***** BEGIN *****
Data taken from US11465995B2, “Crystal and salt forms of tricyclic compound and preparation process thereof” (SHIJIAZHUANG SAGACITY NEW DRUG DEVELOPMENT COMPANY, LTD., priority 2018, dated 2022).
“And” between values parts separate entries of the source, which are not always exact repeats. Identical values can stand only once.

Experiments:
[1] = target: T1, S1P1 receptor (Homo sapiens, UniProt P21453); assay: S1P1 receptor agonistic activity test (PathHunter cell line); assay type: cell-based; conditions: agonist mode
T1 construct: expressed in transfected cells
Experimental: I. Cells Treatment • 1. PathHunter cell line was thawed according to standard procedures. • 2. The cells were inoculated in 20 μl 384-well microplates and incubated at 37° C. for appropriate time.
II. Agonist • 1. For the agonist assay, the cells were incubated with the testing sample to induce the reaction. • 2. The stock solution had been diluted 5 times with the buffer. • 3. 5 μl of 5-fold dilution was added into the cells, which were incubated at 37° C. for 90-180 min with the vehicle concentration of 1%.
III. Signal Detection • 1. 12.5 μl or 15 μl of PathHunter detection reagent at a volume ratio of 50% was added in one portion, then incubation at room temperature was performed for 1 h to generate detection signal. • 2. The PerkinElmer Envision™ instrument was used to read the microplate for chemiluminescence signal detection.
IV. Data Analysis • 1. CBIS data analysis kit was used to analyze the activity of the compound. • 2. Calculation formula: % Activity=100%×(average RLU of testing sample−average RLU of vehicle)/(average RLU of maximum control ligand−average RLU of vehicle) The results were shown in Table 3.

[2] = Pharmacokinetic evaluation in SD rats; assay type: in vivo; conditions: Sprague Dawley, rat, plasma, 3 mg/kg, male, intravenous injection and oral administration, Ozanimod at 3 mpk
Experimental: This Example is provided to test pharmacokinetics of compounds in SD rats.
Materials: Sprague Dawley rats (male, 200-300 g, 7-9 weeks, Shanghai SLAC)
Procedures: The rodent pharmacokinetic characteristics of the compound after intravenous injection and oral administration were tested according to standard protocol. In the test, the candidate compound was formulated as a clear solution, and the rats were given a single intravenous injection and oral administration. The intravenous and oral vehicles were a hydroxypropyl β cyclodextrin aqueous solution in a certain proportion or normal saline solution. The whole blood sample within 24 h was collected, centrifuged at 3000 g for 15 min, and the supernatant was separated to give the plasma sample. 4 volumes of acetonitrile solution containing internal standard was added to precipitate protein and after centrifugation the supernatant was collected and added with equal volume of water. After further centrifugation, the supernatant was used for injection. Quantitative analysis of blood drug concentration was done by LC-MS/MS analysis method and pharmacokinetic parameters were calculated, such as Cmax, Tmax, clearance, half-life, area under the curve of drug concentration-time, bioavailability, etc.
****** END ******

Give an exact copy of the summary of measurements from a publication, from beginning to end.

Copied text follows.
Data taken from US11465995B2, “Crystal and salt forms of tricyclic compound and preparation process thereof” (SHIJIAZHUANG SAGACITY NEW DRUG DEVELOPMENT COMPANY, LTD., priority 2018, dated 2022).
“And” between values parts separate entries of the source, which are not always exact repeats. Identical values can stand only once.

Experiments:
[1] = target: T1, S1P1 receptor (Homo sapiens, UniProt P21453); assay: S1P1 receptor agonistic activity test (PathHunter cell line); assay type: cell-based; conditions: agonist mode
T1 construct: expressed in transfected cells
Experimental: I. Cells Treatment • 1. PathHunter cell line was thawed according to standard procedures. • 2. The cells were inoculated in 20 μl 384-well microplates and incubated at 37° C. for appropriate time.
II. Agonist • 1. For the agonist assay, the cells were incubated with the testing sample to induce the reaction. • 2. The stock solution had been diluted 5 times with the buffer. • 3. 5 μl of 5-fold dilution was added into the cells, which were incubated at 37° C. for 90-180 min with the vehicle concentration of 1%.
III. Signal Detection • 1. 12.5 μl or 15 μl of PathHunter detection reagent at a volume ratio of 50% was added in one portion, then incubation at room temperature was performed for 1 h to generate detection signal. • 2. The PerkinElmer Envision™ instrument was used to read the microplate for chemiluminescence signal detection.
IV. Data Analysis • 1. CBIS data analysis kit was used to analyze the activity of the compound. • 2. Calculation formula: % Activity=100%×(average RLU of testing sample−average RLU of vehicle)/(average RLU of maximum control ligand−average RLU of vehicle) The results were shown in Table 3.

[2] = Pharmacokinetic evaluation in SD rats; assay type: in vivo; conditions: Sprague Dawley, rat, plasma, 3 mg/kg, male, intravenous injection and oral administration, Ozanimod at 3 mpk
Experimental: This Example is provided to test pharmacokinetics of compounds in SD rats.
Materials: Sprague Dawley rats (male, 200-300 g, 7-9 weeks, Shanghai SLAC)
Procedures: The rodent pharmacokinetic characteristics of the compound after intravenous injection and oral administration were tested according to standard protocol. In the test, the candidate compound was formulated as a clear solution, and the rats were given a single intravenous injection and oral administration. The intravenous and oral vehicles were a hydroxypropyl β cyclodextrin aqueous solution in a certain proportion or normal saline solution. The whole blood sample within 24 h was collected, centrifuged at 3000 g for 15 min, and the supernatant was separated to give the plasma sample. 4 volumes of acetonitrile solution containing internal standard was added to precipitate protein and after centrifugation the supernatant was collected and added with equal volume of water. After further centrifugation, the supernatant was used for injection. Quantitative analysis of blood drug concentration was done by LC-MS/MS analysis method and pharmacokinetic parameters were calculated, such as Cmax, Tmax, clearance, half-life, area under the curve of drug concentration-time, bioavailability, etc.